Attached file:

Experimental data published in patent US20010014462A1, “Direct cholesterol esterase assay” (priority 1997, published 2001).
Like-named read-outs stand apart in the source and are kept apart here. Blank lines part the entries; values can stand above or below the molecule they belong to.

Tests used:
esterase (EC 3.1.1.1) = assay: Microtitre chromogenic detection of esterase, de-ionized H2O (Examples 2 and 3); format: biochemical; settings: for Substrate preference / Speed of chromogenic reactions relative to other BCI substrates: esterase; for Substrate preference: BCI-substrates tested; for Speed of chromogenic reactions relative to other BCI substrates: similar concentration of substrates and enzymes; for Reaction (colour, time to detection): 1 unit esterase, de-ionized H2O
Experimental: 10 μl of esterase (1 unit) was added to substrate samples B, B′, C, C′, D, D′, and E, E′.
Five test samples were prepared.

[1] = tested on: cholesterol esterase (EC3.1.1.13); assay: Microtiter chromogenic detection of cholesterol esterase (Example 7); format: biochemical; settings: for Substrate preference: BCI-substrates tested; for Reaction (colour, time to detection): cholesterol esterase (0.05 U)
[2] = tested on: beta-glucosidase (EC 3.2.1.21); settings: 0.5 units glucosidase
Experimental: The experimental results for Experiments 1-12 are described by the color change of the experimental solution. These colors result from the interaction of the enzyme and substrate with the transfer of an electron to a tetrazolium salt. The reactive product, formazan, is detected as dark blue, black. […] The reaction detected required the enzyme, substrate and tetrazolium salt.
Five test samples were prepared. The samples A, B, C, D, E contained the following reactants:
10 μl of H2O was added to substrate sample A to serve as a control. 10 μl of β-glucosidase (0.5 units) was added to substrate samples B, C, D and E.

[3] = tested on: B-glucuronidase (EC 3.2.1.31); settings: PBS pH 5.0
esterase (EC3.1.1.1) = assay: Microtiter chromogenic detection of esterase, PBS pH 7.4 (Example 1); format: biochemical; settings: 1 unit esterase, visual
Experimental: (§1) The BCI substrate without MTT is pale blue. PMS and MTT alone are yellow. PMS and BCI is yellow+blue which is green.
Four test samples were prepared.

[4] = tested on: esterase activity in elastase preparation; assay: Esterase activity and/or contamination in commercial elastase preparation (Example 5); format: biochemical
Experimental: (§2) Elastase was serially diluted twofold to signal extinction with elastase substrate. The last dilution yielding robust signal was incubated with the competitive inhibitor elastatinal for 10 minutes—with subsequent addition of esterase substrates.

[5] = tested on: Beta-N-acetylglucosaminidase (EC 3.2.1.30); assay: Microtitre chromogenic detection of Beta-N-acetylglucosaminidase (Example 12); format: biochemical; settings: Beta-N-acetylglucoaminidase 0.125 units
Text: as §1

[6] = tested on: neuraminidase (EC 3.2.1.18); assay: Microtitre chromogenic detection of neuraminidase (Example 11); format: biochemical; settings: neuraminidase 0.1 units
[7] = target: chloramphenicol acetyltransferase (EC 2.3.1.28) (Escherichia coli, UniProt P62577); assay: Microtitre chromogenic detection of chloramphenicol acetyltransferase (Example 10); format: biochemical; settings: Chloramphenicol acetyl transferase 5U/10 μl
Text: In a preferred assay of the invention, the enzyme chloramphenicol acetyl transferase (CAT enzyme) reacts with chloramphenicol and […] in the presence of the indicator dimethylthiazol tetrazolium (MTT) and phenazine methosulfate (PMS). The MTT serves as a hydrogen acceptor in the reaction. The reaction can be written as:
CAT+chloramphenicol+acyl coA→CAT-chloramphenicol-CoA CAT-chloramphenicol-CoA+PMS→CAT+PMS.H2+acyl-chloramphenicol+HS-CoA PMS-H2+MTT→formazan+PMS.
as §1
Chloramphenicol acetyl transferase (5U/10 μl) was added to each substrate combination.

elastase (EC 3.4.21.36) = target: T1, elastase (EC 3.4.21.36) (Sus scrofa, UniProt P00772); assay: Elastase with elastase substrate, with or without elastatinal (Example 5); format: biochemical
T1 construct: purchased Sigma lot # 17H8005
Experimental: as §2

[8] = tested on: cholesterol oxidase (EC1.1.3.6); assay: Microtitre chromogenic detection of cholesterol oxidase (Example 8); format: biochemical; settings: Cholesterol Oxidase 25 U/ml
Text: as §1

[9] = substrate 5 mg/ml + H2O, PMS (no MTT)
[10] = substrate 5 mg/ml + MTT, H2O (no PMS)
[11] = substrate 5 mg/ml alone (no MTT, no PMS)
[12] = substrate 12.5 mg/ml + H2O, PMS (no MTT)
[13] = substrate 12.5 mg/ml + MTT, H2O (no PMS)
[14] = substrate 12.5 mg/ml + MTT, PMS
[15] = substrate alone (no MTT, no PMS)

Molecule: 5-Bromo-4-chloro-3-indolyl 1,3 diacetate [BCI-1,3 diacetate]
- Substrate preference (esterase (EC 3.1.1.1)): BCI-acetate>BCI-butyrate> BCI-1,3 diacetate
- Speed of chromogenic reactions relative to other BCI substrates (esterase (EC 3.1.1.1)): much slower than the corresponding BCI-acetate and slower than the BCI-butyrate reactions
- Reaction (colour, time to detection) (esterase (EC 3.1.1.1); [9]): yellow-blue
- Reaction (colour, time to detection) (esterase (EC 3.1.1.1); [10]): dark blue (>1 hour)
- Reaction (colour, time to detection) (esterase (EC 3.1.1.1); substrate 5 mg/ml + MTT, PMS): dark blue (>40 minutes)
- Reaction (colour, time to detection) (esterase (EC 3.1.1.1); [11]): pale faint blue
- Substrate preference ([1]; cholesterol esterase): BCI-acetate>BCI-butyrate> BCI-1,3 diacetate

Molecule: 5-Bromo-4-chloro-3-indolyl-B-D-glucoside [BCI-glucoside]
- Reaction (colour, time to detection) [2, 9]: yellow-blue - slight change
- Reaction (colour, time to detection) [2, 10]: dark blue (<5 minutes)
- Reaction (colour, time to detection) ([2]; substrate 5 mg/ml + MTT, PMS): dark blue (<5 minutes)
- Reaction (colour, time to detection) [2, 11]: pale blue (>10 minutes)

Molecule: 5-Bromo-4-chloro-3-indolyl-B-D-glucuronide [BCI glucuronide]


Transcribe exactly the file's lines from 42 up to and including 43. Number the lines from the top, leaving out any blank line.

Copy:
- Reaction (colour, time to detection) (esterase (EC 3.1.1.1); [10]): dark blue (>1 hour)
- Reaction (colour, time to detection) (esterase (EC 3.1.1.1); substrate 5 mg/ml + MTT, PMS): dark blue (>40 minutes)